Secular Musicians in Late Medieval England

medieval musician - Detail of a musician playing a viol, representing the second musical mode.  British LibrarySecular Musicians in Late Medieval England

By Richard Rastall

PhD Dissertation, Victoria University of Manchester, 1968

Abstract: The Introduction outlines the basic problems which face a musicologist studying the English secular music of the Middle Ages. It suggests that it is necessary to study the place of minstrelsy in medieval society before the surviving manuscripts can be understood: a statement is made of the part to be played by the present thesis in this task. Then follows a discussion of certain categories of source-material which are to be used.

Chapters I and II examine the place of minstrelsy in the secular life of the 14th and 15th centuries. The first chapter describes the methods by which land-owners and civic authorities attempted to control minstrelsy, and divides these methods into the categories of court-administration and gild-administration; a second section examines the office of Minstrel-King. Chapter II deals with those occasions on which the common man came into contact with organised minstrelsy. Chapter III examines the place of minstrelsy in the life of the Church, with special reference to the attitude of the clergy towards minstrelsy. The conclusion is reached that, although the relations between the two were generally good, only a very small range of instruments was used liturgically, and that rarely.


Against the background of the first three chapters, the next four make a more detailed study of minstrels and minstrelsy in the context of the secular household. Chapter IV deals with the royal minstrels, and Chapter V with the players of specific instruments, ending with a discussion of the instruments that seem to have been played in consort: Chapter VI examines the office of the Waferer. Minstrelsy in other households is discussed briefly in chapter VII: the findings are correlated with those of the previous three chapters, and features of special interest in each household are noted. Chapter VIII is a study of the civic minstrels, or town waits. An attempt is made to correct some misunderstandings about their origins, and to describe the social context in which they were established. A discussion of their early history leads to an assessment of their professional capabilities.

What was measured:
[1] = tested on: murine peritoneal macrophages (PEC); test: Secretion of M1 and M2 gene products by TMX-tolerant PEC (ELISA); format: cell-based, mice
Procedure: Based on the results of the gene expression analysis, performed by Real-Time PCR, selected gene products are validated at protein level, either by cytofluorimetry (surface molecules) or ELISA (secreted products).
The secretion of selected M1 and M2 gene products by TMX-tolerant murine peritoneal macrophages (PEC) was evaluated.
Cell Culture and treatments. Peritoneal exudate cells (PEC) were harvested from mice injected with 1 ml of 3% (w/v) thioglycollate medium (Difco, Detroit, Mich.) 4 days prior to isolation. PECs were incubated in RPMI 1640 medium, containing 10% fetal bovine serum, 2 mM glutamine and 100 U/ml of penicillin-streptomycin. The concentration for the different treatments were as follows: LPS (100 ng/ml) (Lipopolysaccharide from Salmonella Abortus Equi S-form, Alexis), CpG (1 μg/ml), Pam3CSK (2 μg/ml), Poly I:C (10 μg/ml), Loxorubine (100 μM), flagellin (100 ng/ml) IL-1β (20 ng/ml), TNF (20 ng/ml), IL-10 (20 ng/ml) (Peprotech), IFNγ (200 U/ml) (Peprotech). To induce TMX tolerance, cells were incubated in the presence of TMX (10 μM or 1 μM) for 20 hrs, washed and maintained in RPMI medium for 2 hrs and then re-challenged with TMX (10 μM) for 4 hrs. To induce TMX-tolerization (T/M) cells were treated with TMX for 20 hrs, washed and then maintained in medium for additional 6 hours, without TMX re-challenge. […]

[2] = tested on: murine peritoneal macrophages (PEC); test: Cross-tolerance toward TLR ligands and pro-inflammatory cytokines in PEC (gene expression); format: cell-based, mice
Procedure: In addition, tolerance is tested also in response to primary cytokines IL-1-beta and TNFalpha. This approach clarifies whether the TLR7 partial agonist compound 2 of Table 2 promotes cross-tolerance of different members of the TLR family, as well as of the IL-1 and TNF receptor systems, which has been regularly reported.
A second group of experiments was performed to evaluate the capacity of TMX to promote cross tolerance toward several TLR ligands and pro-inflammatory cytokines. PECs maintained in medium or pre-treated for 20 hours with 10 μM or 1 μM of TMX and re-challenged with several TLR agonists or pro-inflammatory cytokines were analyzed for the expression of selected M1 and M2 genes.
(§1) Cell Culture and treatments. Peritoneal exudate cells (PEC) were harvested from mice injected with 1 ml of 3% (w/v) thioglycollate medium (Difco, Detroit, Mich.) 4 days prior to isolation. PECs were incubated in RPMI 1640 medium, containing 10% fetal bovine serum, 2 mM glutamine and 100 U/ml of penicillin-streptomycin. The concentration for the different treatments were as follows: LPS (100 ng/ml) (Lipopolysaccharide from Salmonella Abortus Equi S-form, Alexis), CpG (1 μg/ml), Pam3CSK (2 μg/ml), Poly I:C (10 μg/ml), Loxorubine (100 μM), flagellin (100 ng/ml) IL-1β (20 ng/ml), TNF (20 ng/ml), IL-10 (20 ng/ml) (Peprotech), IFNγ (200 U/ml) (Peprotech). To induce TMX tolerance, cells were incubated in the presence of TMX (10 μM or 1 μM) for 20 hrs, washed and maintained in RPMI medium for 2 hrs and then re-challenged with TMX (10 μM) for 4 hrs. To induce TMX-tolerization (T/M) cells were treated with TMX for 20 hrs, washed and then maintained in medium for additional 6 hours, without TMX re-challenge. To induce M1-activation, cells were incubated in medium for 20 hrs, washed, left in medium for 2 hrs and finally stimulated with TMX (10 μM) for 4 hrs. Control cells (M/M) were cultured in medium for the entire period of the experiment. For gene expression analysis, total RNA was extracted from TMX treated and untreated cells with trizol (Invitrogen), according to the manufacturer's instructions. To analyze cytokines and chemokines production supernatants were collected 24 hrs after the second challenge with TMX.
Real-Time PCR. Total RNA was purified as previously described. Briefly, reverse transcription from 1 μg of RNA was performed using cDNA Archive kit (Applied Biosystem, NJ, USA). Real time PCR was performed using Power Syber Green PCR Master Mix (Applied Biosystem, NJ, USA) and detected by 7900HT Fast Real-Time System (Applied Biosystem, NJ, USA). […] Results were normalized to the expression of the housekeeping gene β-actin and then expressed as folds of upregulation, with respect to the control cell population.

Excerpt: A permanent position at Court was perhaps the best post that a minstrel could hope for. It offered a reasonable wage and a certain amount of security should he be unable to work through illness or old age. It offered, too, plenty of opportunity for independent work, for the royal minstrels were not required to be in Court all the year round. For much of the time they were free to work as itinerant minstrels, with the advantage of wearing the royal livery. We should expect that the king’s minstrels were among the most highly-skilled members of their profession, and the little evidence that exists does support this assumption indirectly: payments and gifts to them were usually much more generous than those to other minstrels.


The royal household ordinances of 1318 made provision for two trumpeters and two other minstrels to be in constant attendence on the king, and to make their minstrelsy to him at his pleasure. A similar nucleus of four minstrels was specified in the ordinances of 1455, with another nine minstrels coming to Court at the principal feasts of the year. The Liber Niger of Edward IV’s reign required two minstrels to remain in Court at all times, with the addition of two string-minstrels if the king wished: the other minstrels were required to come to Court for the five principal feasts and to leave Court the day after each feast was finished.

Click here to read this thesis from The Waits Website